Ottawa touts wait lists for dysfunctional child-care program

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Appeared in the Financial Post, April 11, 2024
Ottawa touts wait lists for dysfunctional child-care program

Ahead of its April 16 budget release, the Trudeau government effectively admitted its national child-care program, which it began implementing in 2021, has created widespread shortages. “We’re seeing wait lists increase across the country,” said Jenna Sudds, federal minister in charge of child care.

The government has tried to cast the shortages as the result of skyrocketing demand for a popular federal program. But when government makes billions of dollars in subsidies available, of course there will be massive demand among people wanting to get their hands on the cash. That doesn’t mean the program is a success; it means the government is wrecking a market by throwing supply and demand out of whack.

Vancouver has a shortfall of about 15,000 child-care spaces for children up to age 12. In Niagara Region, the wait list for toddlers and preschoolers has expanded by 227 per cent in just the past two years. Clearly, the child-care sector has been thrown into disorder.

But if shortages illustrate a government program’s benefits, then the average 44-week wait time to get orthopedic surgery in Canada is evidence of the success of government health care. Our health-care system must be great—look how many people are lining up for it!

To try to mitigate the shortages, the Trudeau government announced $1 billion in low-interest loans and $60 million in non-repayable grants to expand and renovate child-care spaces. Additional money will be spent in the form of student loan forgiveness and training for workers in the sector. Both the shortages and new spending confirm what skeptics of national government daycare predicted from the outset—the original budget of $30 billion over five years, then $9.2 billion annually after that, underestimated what taxpayers would eventually shell out.

The new spending also exacerbates two government-created problems in child care. The first is that the $1 billion in loans and $60 million in grants are available only to public and non-profit providers. So excluded from the program are parents who want to take care of children at home, children who are cared for by grandparents or other relatives, and private for-profit providers. Instead of getting child-care help, they’ll foot the tax bill to pay for the government-preferred forms of child care.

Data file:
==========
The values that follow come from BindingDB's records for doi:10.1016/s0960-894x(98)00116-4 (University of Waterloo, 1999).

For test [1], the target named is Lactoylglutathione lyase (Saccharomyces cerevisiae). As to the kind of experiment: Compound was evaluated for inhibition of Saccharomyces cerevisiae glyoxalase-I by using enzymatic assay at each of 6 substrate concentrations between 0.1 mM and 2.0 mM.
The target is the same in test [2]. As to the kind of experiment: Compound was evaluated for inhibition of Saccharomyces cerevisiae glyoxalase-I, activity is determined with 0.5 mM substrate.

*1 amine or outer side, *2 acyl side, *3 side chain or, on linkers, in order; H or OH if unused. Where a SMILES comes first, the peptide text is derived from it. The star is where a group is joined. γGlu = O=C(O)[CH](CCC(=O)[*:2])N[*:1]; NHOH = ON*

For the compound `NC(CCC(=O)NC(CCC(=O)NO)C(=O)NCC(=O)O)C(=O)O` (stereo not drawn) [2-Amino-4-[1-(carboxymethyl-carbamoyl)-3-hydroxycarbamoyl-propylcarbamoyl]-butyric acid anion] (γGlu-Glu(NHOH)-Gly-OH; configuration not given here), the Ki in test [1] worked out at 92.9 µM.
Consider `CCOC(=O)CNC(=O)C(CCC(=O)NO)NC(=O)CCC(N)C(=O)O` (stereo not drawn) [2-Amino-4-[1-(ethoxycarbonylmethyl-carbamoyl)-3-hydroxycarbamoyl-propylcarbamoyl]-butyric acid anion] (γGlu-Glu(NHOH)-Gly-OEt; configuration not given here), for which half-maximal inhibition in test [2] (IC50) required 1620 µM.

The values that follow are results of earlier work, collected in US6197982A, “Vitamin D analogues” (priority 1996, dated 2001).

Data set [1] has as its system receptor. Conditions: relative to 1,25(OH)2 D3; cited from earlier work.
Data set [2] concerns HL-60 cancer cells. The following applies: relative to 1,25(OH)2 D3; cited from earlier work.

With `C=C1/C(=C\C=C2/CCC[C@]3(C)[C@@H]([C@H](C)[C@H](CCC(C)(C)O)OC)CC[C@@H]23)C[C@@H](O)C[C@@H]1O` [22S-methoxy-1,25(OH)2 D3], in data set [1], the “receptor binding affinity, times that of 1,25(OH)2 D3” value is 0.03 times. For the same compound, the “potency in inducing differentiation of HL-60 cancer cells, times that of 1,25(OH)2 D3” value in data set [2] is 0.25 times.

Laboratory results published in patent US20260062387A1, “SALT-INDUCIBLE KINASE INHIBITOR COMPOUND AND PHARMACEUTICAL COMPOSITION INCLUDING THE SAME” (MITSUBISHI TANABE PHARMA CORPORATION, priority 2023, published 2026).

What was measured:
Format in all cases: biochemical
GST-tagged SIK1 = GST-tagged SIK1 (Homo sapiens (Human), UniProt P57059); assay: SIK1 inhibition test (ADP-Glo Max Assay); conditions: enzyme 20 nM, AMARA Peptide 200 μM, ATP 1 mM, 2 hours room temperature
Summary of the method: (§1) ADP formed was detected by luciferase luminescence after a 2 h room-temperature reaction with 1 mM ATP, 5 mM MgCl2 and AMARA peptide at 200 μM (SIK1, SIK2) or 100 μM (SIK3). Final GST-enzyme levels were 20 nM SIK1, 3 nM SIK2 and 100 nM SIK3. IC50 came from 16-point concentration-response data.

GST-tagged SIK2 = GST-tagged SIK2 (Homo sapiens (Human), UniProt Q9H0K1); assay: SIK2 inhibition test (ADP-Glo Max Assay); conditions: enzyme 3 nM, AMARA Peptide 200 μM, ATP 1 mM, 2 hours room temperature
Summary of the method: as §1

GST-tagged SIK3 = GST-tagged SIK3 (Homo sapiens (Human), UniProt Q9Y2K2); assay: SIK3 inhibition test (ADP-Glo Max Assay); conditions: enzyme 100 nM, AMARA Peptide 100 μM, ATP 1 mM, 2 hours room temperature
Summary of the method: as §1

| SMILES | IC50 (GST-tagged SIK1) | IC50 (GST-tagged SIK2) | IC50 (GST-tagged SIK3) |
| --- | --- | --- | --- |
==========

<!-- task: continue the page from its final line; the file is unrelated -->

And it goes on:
The discrimination against private for-profit providers is a clear problem with the existing federal child-care strategy. “Frankly, Canada’s national daycare system excludes many more Canadians than it includes,” Cardus researcher Andrea Mrozek wrote last year. In Nova Scotia, where the federal government wants to move “to a fully not-for-profit and publicly managed system,” even provincial Liberal Leader Zach Churchill has lamented the exclusion of the private sector.

The second problem made worse is the spending is done increasingly through different streams and programs, diverting money towards administrative and bureaucratic bloat instead of actual child care. Based on a municipal memo back in 2022, it’s already estimated Peel Region in Ontario needs 40 additional bureaucrats to deal with child care. In British Columbia, the City of Cranbrook recently issued a 26-page request for proposals for consultants to prepare grant applications to the provincial government for child-care funds.

The ever-increasing government budget for child care, apparently, is great for the government sector and consultants hired to help move government money around. It’s a disaster, however, for parents who cannot find child care and taxpayers who pay billions for shortages—a reality unchanged by the Trudeau government’s latest announcement.

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